No doubt, the war on tobacco is a costly one. Now new findings, published in the New England Journal of Medicine, suggest tripling taxes on cigarettes worldwide would reduce the number of smokers by one-third.
“Death and taxes are inevitable, but they don’t need to be in that order,” said Dr. Prabhat Jha, director of the Centre for Global Health Research of St. Michael’s Hospital in a press release.
The review also found a tax hike would prevent 200 million premature deaths from lung cancer and other diseases this century.
“A higher tax on tobacco is the single most effective intervention to lower smoking rates and to deter future smokers,” said Jha.
Researchers concluded such a large tax increase would double the street price of cigarettes in some countries and narrow the price gap between the cheapest and most expensive cigarettes.
This would ultimately encourage people to stop smoking rather than switch to a cheaper brand. It would also help deter young people from starting the habit.
“Worldwide, around a half-billion children and adults under the age of 35 are already – or soon will be – smokers and on current patterns few will quit,” said co-author, Professor Sir Richard Peto of the University of Oxford in a press release.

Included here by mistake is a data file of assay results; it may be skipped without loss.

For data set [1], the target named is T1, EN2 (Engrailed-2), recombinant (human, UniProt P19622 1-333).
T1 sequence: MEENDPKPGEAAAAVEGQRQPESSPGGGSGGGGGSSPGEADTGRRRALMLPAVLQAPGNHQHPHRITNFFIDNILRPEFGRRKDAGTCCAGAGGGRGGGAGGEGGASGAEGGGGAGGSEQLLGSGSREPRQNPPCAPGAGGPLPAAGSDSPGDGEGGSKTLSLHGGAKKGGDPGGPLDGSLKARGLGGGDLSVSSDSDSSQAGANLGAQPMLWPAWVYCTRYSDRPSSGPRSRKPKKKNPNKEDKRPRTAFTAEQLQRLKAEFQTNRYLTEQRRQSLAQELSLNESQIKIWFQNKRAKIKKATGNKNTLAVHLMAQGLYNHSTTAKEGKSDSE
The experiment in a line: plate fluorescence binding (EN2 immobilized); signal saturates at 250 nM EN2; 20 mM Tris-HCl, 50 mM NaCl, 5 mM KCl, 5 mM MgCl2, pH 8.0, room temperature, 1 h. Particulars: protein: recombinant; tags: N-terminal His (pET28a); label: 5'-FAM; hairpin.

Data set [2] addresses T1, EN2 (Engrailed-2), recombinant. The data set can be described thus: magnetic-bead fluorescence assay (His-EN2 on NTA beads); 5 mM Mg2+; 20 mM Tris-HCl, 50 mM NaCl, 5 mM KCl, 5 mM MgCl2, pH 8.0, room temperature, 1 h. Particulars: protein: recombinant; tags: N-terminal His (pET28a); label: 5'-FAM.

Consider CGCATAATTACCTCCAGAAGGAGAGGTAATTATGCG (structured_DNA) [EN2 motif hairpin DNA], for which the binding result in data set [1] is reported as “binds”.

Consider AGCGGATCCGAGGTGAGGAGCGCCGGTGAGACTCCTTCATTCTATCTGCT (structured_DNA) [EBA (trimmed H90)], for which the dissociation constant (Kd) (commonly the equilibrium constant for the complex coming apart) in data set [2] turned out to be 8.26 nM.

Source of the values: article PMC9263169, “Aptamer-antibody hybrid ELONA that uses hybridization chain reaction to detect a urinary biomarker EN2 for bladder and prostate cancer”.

Tobacco causes about 200,000 deaths a year of people under the age of 70 in Canada and the U.S., which breaks down to 120,000 men and 80,000 women.
Doubling cigarette prices would prevent about 70,000 of those deaths and provide new revenue for governments to help with the rising costs of heath care.
“So there’s an urgent need for governments to find ways to stop people starting and to help smokers give up. This study demonstrates that tobacco taxes are a hugely powerful lever and potentially a triple win, reducing the numbers of people who smoke and who die from their addiction, reducing premature deaths from smoking and yet, at the same time, increasing government income. All governments can take action by regularly raising tobacco taxes above inflation, and using occasional steep tax hikes starting with their next budget. Young adult smokers will lose about a decade of life if they continue to smoke, they’ve so much to gain by stopping,” said Peto.
Several studies published in 2013 showed men and women who started smoking when they were young and continued throughout adulthood had two or three times the mortality rate of non-smokers.
An average of 10 years of life is lost from smoking.
Many of those killed are still in middle age, meaning on average they lose about 20 years of life expectancy.
Countries around the world agreed at the United Nations General Assembly and the World Health Organization’s 2013 Assembly to decrease the prevalence of smoking by about one-third by 2025, also to reduce premature deaths from cancer and other chronic diseases by 25 percent.